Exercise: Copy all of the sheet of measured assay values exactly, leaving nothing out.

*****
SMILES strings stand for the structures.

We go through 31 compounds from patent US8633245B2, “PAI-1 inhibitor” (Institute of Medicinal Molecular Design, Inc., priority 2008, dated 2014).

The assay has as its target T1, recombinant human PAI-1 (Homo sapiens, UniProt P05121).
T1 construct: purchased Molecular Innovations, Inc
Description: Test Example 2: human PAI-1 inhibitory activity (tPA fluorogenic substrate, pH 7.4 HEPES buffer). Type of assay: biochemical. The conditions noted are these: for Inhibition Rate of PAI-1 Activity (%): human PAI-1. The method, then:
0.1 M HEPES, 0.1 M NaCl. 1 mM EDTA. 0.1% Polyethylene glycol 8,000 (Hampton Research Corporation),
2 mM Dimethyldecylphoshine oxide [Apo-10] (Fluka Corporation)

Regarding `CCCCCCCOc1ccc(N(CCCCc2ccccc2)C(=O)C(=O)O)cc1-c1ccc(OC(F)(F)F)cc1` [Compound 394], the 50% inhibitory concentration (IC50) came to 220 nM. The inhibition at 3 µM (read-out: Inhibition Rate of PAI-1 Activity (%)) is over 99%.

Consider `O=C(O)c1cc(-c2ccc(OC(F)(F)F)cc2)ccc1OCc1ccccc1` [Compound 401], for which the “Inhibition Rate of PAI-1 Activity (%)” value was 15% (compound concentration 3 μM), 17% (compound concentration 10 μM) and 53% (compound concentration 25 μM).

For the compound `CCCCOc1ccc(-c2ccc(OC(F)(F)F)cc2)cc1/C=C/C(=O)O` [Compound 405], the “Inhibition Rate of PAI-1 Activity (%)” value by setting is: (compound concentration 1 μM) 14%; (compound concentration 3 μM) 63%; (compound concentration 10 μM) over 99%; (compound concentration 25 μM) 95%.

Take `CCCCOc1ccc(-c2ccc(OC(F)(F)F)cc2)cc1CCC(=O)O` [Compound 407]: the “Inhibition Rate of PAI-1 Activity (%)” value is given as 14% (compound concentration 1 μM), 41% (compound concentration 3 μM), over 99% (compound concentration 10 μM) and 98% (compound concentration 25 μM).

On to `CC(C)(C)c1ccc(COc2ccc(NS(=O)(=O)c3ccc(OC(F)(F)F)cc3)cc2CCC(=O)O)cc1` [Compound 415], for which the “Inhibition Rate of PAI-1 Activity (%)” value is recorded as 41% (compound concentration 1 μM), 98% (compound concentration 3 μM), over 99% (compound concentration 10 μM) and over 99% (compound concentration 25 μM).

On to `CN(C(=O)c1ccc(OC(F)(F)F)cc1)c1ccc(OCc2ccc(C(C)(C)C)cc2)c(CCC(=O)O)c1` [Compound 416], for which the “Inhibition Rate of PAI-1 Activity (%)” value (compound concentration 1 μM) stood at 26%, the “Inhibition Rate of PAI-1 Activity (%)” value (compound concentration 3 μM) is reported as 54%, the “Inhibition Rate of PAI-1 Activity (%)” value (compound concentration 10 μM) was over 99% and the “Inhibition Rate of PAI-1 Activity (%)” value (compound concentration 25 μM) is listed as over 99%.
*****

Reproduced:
SMILES strings stand for the structures.

We go through 31 compounds from patent US8633245B2, “PAI-1 inhibitor” (Institute of Medicinal Molecular Design, Inc., priority 2008, dated 2014).

The assay has as its target T1, recombinant human PAI-1 (Homo sapiens, UniProt P05121).
T1 construct: purchased Molecular Innovations, Inc
Description: Test Example 2: human PAI-1 inhibitory activity (tPA fluorogenic substrate, pH 7.4 HEPES buffer). Type of assay: biochemical. The conditions noted are these: for Inhibition Rate of PAI-1 Activity (%): human PAI-1. The method, then:
0.1 M HEPES, 0.1 M NaCl. 1 mM EDTA. 0.1% Polyethylene glycol 8,000 (Hampton Research Corporation),
2 mM Dimethyldecylphoshine oxide [Apo-10] (Fluka Corporation)

Regarding `CCCCCCCOc1ccc(N(CCCCc2ccccc2)C(=O)C(=O)O)cc1-c1ccc(OC(F)(F)F)cc1` [Compound 394], the 50% inhibitory concentration (IC50) came to 220 nM. The inhibition at 3 µM (read-out: Inhibition Rate of PAI-1 Activity (%)) is over 99%.

Consider `O=C(O)c1cc(-c2ccc(OC(F)(F)F)cc2)ccc1OCc1ccccc1` [Compound 401], for which the “Inhibition Rate of PAI-1 Activity (%)” value was 15% (compound concentration 3 μM), 17% (compound concentration 10 μM) and 53% (compound concentration 25 μM).

For the compound `CCCCOc1ccc(-c2ccc(OC(F)(F)F)cc2)cc1/C=C/C(=O)O` [Compound 405], the “Inhibition Rate of PAI-1 Activity (%)” value by setting is: (compound concentration 1 μM) 14%; (compound concentration 3 μM) 63%; (compound concentration 10 μM) over 99%; (compound concentration 25 μM) 95%.

Take `CCCCOc1ccc(-c2ccc(OC(F)(F)F)cc2)cc1CCC(=O)O` [Compound 407]: the “Inhibition Rate of PAI-1 Activity (%)” value is given as 14% (compound concentration 1 μM), 41% (compound concentration 3 μM), over 99% (compound concentration 10 μM) and 98% (compound concentration 25 μM).

On to `CC(C)(C)c1ccc(COc2ccc(NS(=O)(=O)c3ccc(OC(F)(F)F)cc3)cc2CCC(=O)O)cc1` [Compound 415], for which the “Inhibition Rate of PAI-1 Activity (%)” value is recorded as 41% (compound concentration 1 μM), 98% (compound concentration 3 μM), over 99% (compound concentration 10 μM) and over 99% (compound concentration 25 μM).

On to `CN(C(=O)c1ccc(OC(F)(F)F)cc1)c1ccc(OCc2ccc(C(C)(C)C)cc2)c(CCC(=O)O)c1` [Compound 416], for which the “Inhibition Rate of PAI-1 Activity (%)” value (compound concentration 1 μM) stood at 26%, the “Inhibition Rate of PAI-1 Activity (%)” value (compound concentration 3 μM) is reported as 54%, the “Inhibition Rate of PAI-1 Activity (%)” value (compound concentration 10 μM) was over 99% and the “Inhibition Rate of PAI-1 Activity (%)” value (compound concentration 25 μM) is listed as over 99%.